What is a B.C?
A bronchial challenge or Methacholine challenge helps to determin if you have asthma, and how severe your asthma is. The test involves blowing into a tube with your nose plugged so that we can measure your airflow. These measurements are taken at a baseline and after inhaling small and slowly increasing doses of a drug called Methacholine.
Methacholine is a drug which mimics a substance let off by our bodies during an allergic reaction called histamine. If your airways react to the Methacholine the results of your airflow will slowly decrease. The test can be stopped at any time and will be stopped if you react to the drug with increased symptoms such as wheezing, coughing and shortness of breath.
The test does involve a lot of effort on the part of the patient. The doctor may order the test only after a full pulmonary function test (PFT) has been completed with in the last year.
Why did my doctor order this test?
The bronchial challenge test is ordered after you have completed a ful pulmonary function test (PFT). It is sometimes possible to diagnose asthma during a PFT and no further testing is necessary. If there is not a significant enough change seen to diagnose asthma, the doctor will sometimes order a bronchial challenge test.
How should I prepare for this test?
There are questions to be completed and a consent form to sign before proceeding with the test.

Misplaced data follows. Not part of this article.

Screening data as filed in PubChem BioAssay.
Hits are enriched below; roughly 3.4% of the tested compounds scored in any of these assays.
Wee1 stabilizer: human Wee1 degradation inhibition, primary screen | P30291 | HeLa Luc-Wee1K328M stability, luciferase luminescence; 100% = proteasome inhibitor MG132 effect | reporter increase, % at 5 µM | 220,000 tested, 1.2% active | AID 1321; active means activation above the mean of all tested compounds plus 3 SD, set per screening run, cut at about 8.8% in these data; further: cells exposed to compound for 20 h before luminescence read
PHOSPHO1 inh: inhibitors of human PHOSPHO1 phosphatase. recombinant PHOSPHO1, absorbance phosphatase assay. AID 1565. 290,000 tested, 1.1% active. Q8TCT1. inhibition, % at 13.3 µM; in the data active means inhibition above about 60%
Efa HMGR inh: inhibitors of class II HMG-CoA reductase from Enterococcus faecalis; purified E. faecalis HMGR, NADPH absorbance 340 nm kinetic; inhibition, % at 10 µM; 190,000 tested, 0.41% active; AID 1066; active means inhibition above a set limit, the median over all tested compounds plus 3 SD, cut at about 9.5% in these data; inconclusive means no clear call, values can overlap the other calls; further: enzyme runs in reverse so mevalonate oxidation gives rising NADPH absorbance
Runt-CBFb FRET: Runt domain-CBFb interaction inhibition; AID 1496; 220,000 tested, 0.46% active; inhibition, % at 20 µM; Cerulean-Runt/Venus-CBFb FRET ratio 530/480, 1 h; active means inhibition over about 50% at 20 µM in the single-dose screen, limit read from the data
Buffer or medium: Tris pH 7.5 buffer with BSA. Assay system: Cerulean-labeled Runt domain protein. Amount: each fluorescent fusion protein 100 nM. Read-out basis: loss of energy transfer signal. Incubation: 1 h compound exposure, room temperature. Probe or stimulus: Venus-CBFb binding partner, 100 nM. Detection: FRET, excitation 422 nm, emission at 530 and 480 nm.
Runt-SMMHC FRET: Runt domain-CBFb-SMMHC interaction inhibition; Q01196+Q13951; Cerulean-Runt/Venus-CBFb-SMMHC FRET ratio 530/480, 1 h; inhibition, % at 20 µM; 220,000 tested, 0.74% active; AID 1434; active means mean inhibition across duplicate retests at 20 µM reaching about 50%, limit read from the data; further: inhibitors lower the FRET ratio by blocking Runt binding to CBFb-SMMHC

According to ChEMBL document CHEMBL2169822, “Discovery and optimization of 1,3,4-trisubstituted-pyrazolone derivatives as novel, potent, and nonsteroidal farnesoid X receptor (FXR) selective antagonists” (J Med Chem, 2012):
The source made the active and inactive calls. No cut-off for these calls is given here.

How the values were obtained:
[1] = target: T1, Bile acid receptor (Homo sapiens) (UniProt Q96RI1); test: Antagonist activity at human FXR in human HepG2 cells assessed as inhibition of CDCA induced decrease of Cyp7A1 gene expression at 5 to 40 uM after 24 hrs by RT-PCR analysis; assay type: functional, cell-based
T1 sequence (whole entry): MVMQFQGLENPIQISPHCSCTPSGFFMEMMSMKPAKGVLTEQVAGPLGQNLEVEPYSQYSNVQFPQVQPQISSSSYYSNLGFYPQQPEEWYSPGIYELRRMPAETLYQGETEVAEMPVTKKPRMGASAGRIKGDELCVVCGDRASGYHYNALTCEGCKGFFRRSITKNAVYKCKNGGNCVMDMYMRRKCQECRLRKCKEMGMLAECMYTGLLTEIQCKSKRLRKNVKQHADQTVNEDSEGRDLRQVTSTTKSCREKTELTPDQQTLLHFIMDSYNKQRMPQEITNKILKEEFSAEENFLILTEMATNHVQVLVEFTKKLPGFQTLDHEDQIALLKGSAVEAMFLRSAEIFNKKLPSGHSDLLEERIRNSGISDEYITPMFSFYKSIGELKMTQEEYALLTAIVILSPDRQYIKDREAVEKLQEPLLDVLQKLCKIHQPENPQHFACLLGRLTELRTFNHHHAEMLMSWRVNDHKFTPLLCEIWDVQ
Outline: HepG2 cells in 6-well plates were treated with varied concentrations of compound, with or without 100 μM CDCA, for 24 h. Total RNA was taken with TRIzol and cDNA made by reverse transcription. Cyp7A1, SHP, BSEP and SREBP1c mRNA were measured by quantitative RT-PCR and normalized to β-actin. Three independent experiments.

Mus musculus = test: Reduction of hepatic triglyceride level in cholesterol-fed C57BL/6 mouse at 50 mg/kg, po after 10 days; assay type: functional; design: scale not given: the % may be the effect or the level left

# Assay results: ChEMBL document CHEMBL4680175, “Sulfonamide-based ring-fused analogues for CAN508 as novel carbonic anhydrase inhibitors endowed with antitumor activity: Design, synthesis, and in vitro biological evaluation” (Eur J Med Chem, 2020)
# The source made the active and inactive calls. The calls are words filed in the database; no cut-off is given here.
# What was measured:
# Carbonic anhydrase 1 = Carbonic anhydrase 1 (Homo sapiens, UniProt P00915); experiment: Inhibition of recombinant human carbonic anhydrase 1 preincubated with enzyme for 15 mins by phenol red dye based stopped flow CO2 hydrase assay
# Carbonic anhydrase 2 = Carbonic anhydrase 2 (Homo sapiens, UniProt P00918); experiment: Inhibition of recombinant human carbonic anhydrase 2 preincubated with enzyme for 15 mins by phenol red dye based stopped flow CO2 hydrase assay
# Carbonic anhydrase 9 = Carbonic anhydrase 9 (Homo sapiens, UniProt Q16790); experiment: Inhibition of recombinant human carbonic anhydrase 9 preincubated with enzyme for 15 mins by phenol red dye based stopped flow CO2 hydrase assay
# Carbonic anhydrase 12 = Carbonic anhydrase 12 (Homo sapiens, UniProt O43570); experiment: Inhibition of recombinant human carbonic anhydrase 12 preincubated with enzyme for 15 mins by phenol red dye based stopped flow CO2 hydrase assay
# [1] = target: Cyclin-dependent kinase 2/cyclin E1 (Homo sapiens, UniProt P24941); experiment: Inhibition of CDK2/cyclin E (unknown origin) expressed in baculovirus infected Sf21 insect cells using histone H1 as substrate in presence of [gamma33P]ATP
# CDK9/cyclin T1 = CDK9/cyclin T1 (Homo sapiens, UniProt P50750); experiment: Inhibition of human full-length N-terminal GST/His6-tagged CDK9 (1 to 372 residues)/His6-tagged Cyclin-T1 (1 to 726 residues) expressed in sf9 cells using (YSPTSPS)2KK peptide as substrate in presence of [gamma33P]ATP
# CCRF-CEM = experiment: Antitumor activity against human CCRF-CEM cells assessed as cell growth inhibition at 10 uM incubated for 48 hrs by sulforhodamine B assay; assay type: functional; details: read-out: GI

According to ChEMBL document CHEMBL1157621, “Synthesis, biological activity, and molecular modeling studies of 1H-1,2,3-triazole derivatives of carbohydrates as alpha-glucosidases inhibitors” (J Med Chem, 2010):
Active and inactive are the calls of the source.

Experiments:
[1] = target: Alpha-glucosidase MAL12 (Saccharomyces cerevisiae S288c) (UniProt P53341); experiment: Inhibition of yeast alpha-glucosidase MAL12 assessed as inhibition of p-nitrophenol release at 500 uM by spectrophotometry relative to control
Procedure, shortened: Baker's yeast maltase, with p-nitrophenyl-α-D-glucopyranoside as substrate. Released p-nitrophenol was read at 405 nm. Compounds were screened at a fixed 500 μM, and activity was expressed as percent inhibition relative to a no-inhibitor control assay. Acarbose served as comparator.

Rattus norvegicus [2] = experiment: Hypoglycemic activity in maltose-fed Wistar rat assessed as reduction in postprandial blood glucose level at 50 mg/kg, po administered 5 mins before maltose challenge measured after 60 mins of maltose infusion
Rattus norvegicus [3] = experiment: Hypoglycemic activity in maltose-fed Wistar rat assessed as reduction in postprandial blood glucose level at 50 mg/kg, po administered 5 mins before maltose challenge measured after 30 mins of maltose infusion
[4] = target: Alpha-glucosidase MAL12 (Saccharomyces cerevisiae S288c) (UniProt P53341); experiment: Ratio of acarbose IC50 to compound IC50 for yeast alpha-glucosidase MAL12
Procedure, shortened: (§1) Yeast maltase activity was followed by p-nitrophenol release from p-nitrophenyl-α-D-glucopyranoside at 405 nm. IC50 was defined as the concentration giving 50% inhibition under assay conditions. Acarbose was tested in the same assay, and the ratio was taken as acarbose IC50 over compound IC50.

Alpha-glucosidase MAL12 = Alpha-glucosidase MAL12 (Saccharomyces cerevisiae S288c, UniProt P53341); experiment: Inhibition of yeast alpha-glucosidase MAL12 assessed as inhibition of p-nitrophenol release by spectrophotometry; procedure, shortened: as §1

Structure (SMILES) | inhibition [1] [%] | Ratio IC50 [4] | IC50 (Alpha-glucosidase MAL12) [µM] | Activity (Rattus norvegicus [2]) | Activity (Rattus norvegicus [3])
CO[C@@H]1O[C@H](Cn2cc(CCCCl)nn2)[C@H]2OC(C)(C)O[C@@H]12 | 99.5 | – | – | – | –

- Wear loose fitting clothing;
- There is a list of medications/puffers to be avoided between 8-48hrs prior to your test. You will receive a list of these medications from your ordering physician or the therapist in special testing unit after you have completed your PFT. If you have not received instructions about medications to avoid, please call us at 519-749-4235 at least three days before your test;
- Please arrive 15 minutes before your test so that you can register with our receptionist;
- You can eat before the test but avoid a large meal beforehand;
- If you are sick, please call and rebook your appointment; and
- Bring a complete list of your medications, puffers and allergies.
How long with the test last?
The test takes approximately 45 minutes. If you should have a reaction to the Methacholine and your breathing becomes more difficult with wheezing, coughing and shortness of breath, we will give you Salbutamol (Ventolin) and you can rest until your breathing returns to normal. We will redo part of the test to ensure that your breathing has returned to normal and that you are feeling fine before the test is completed.
Why should I have this test done at the hospital?
Grand River Hospital strives for quality testing by qualified therapists. We follow the guidelines set by the American Thoracic Society/European Respiratory Society and use state of the art equipment. We are able to perform a variety of tests that are not offered at other labs. All breathing tests are interpreted by a respirologist, a physician who specializes in breathing problems.
When will I get the results?
A respirologist on staff or your own respirologist will interpret the results. We’ll also send a copy to your family doctor or the reading physician which takes approximately 10 days to two weeks. If you are seeing your respirologist or family doctor within two weeks of the test, please advise the technologist so that we can fax a copy to that doctor.